Our Burundi meal was delicious! “Fish with Tomatoes and Red Palm Oil”, “Red Kidney Beans with Plantains”, “Date and Banana Mix”, and Banana Beer. I hated red kidney beans; haven’t had them in years. It was the texture. I decided it was time to try them again and they were delicious with the plantain and onions. The Date and Banana Mix is like coffee cake with a thick layer of bananas and dates in the middle. So good and of course, I had it for breakfast the next day. Check out our little Burundi flag! I found a banner that has flags for all the countries. We are cutting them apart and working on some sort of little flagpole holder. Rob and I totally dorked out looking at all the flags.
We attempted to make banana beer. As tempting as it was, we decided to not follow the traditional method of smashing bananas and grass with our feet in what looks like a short canoe. Instead, we blended the bananas and squeezed out the juice using cheesecloth. The recipe only called for banana juice and sorghum flour which we thought it was odd that there was no yeast. Supposedly sorghum supplies wild yeast, but our beer did not ferment. We don’t know if it was because we didn’t use the right type of sorghum or because our filtered tap water might have some chlorine in it. We ended up adding yeast and the concoction did ferment but it did not taste good. Ech.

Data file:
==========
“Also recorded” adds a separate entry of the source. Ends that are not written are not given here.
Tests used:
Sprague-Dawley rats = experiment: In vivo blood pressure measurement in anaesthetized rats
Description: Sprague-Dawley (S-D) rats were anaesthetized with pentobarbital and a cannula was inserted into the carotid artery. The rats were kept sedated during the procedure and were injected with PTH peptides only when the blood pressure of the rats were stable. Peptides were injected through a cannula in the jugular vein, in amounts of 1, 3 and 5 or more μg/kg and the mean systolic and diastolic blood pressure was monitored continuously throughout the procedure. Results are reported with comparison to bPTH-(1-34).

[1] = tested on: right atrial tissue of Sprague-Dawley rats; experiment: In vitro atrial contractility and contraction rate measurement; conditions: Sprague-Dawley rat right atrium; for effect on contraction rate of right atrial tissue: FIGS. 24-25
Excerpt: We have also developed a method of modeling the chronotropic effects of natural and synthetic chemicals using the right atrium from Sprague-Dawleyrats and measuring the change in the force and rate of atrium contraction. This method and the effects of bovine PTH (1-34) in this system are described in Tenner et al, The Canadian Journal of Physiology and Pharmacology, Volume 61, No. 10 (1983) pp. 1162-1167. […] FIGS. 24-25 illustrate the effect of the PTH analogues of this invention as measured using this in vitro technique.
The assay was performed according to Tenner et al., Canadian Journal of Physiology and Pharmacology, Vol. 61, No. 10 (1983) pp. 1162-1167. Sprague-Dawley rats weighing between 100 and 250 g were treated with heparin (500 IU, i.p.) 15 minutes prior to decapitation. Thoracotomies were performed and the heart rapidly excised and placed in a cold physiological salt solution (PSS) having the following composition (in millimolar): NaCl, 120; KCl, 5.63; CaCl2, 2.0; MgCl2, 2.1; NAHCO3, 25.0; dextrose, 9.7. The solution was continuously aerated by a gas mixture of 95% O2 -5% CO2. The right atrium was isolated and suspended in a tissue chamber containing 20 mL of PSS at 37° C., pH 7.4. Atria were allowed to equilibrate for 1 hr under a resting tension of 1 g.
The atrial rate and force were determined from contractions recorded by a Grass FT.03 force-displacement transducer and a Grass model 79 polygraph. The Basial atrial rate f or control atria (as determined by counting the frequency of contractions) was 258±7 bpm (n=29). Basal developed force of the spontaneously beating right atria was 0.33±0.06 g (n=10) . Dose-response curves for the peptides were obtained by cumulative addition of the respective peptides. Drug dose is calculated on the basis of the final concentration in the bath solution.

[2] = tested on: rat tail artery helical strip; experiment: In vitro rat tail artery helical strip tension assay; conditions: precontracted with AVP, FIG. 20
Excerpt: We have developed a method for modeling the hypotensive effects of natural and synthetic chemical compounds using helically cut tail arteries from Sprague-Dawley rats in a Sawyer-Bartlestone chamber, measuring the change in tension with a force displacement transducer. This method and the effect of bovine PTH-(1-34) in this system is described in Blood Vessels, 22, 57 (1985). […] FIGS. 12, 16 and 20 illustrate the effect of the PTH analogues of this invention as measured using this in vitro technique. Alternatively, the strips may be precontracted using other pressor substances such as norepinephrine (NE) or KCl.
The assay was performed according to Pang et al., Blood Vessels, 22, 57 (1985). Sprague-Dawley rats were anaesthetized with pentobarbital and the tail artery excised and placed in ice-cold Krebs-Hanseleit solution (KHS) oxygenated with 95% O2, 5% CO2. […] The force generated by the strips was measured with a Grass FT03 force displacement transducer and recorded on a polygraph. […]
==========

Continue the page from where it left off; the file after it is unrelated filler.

Burundi is our last B country and sixth country in Africa; there are 54. I thought the African meals would be very similar but yet another naiveté. I posted a pic listing our other African meals if you are interested.
There is a Burundian tradition I love called “Ibikorwa Rusangi” which means community work. From https://www.yaga-burundi.com:
“Since 2005, our country has been conducting weekly public events every Saturday before noon. These activities are carried out at all levels in our country, with citizens sharing and working together for various development activities. They cut off roads, built schools, clinics, playgrounds, and more.”
Burundi has a strong oral tradition in which history and life lessons are told through storytelling, poetry, and song. kivivuga amazina is “an improvisational poetry contest played by cattle herders, in which they boast their abilities or accomplishments.”
Lake Tanganyika is the second oldest, second largest by volume and the second deepest freshwater lake in the world (after Lake Baikal in Siberia). It is the world’s longest freshwater lake. Lake Tanganyika spans between Tanzania, the Democratic Republic of the Congo (DRC), Burundi, and Zambia. It drains into the Congo River system which drains into the Atlantic Ocean.
Traditional drumming of karyenda is an important part of Burundian cultural heritage, as indicated by the world-famous Royal Drummers of Burundi.
Parc National de la Rusizi is a wetland environment, and provides a habitat for hippos, sitatungas (aquatic antelopes) and a wide variety of birds.